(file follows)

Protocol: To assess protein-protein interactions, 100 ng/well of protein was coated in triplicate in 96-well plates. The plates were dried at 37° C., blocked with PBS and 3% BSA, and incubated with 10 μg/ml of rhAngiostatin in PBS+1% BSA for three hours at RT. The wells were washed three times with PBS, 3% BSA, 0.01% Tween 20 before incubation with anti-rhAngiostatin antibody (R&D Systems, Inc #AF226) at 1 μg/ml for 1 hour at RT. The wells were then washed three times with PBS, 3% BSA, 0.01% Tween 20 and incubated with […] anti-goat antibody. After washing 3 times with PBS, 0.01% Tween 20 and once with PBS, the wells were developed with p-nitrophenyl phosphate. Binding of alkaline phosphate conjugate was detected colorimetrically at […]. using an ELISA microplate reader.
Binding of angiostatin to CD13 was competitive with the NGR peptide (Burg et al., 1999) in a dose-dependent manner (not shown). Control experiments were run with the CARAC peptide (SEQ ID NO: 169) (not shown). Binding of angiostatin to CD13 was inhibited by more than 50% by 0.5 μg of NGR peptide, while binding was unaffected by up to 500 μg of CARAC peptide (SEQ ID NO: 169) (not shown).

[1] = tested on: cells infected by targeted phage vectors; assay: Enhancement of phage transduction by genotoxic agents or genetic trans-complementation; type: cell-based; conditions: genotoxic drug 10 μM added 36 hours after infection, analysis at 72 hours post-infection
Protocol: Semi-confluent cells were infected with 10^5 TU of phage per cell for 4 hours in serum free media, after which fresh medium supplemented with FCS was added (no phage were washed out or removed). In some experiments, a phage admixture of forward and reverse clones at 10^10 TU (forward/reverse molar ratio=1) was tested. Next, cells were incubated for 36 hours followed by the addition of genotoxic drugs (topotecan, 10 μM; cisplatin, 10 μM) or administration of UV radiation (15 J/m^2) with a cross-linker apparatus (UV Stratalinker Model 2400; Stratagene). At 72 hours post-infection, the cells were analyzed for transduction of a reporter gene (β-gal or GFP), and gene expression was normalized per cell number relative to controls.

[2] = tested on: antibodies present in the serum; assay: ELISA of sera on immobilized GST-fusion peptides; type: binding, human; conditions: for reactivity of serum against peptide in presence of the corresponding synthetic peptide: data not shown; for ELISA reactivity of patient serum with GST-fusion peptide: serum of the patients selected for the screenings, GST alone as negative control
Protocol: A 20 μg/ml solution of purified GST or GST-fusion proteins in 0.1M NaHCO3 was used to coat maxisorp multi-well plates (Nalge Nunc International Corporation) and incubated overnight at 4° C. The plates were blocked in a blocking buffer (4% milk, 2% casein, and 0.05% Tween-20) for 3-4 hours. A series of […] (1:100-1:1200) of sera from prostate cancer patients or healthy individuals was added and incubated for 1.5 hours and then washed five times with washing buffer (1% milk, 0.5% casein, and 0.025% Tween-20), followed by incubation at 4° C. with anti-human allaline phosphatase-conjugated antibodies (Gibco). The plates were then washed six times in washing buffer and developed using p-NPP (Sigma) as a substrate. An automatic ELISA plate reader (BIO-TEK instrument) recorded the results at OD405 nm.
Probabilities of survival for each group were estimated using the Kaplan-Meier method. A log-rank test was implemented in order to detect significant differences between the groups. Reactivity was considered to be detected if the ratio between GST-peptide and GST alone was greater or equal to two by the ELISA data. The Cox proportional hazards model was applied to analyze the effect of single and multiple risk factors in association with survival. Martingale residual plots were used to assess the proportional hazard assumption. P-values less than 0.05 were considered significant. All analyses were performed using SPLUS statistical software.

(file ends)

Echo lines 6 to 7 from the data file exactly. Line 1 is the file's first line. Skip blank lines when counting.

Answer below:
Protocol: A 20 μg/ml solution of purified GST or GST-fusion proteins in 0.1M NaHCO3 was used to coat maxisorp multi-well plates (Nalge Nunc International Corporation) and incubated overnight at 4° C. The plates were blocked in a blocking buffer (4% milk, 2% casein, and 0.05% Tween-20) for 3-4 hours. A series of […] (1:100-1:1200) of sera from prostate cancer patients or healthy individuals was added and incubated for 1.5 hours and then washed five times with washing buffer (1% milk, 0.5% casein, and 0.025% Tween-20), followed by incubation at 4° C. with anti-human allaline phosphatase-conjugated antibodies (Gibco). The plates were then washed six times in washing buffer and developed using p-NPP (Sigma) as a substrate. An automatic ELISA plate reader (BIO-TEK instrument) recorded the results at OD405 nm.
Probabilities of survival for each group were estimated using the Kaplan-Meier method. A log-rank test was implemented in order to detect significant differences between the groups. Reactivity was considered to be detected if the ratio between GST-peptide and GST alone was greater or equal to two by the ELISA data. The Cox proportional hazards model was applied to analyze the effect of single and multiple risk factors in association with survival. Martingale residual plots were used to assess the proportional hazard assumption. P-values less than 0.05 were considered significant. All analyses were performed using SPLUS statistical software.